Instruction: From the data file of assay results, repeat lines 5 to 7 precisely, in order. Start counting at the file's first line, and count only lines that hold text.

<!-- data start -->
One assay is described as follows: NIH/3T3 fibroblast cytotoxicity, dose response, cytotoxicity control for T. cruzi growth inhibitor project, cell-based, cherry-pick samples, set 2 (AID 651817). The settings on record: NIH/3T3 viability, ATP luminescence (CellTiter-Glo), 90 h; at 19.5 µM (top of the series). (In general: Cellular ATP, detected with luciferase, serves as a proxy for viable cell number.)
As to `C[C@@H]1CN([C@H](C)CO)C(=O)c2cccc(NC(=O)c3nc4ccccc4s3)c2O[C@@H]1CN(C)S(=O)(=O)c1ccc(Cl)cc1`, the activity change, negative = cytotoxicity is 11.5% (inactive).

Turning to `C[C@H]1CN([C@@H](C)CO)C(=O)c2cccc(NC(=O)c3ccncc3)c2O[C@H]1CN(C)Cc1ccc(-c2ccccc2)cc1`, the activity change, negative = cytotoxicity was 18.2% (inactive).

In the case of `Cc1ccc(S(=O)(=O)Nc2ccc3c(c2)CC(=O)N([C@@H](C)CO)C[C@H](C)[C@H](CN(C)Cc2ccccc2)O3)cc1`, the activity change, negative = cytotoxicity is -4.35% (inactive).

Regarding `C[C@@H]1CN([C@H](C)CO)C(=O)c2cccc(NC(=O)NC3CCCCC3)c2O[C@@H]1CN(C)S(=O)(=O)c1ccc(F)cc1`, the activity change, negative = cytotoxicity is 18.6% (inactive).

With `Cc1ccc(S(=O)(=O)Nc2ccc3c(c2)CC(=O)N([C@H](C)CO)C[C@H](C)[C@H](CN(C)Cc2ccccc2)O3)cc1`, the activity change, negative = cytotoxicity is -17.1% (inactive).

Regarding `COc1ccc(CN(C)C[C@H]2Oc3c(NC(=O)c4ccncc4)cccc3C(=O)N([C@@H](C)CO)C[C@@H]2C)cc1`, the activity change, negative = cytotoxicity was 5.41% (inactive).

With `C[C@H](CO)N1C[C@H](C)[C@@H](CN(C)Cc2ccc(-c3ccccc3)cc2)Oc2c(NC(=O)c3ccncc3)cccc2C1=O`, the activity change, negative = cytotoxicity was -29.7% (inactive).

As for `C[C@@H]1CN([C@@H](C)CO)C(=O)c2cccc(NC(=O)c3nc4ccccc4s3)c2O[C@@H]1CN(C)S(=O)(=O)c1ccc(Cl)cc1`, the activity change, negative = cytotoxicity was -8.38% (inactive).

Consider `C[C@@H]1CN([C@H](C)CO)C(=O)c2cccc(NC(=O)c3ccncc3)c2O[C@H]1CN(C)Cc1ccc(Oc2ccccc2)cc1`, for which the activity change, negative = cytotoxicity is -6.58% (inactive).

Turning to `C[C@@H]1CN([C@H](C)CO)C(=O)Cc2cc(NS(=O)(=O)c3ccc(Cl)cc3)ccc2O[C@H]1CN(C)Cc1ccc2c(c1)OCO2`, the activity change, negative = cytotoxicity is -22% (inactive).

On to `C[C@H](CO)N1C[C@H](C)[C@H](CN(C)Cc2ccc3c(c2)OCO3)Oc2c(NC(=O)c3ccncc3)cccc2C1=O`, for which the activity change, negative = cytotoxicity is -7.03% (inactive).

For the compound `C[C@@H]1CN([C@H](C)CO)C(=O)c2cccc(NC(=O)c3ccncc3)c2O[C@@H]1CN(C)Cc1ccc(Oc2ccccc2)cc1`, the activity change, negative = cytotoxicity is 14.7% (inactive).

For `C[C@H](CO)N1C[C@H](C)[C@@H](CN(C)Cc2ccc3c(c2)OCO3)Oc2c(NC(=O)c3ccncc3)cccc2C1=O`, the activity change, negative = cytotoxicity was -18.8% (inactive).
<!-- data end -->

Regarding `C[C@@H]1CN([C@H](C)CO)C(=O)c2cccc(NC(=O)NC3CCCCC3)c2O[C@@H]1CN(C)S(=O)(=O)c1ccc(F)cc1`, the activity change, negative = cytotoxicity is 18.6% (inactive).

With `Cc1ccc(S(=O)(=O)Nc2ccc3c(c2)CC(=O)N([C@H](C)CO)C[C@H](C)[C@H](CN(C)Cc2ccccc2)O3)cc1`, the activity change, negative = cytotoxicity is -17.1% (inactive).

Regarding `COc1ccc(CN(C)C[C@H]2Oc3c(NC(=O)c4ccncc4)cccc3C(=O)N([C@@H](C)CO)C[C@@H]2C)cc1`, the activity change, negative = cytotoxicity was 5.41% (inactive).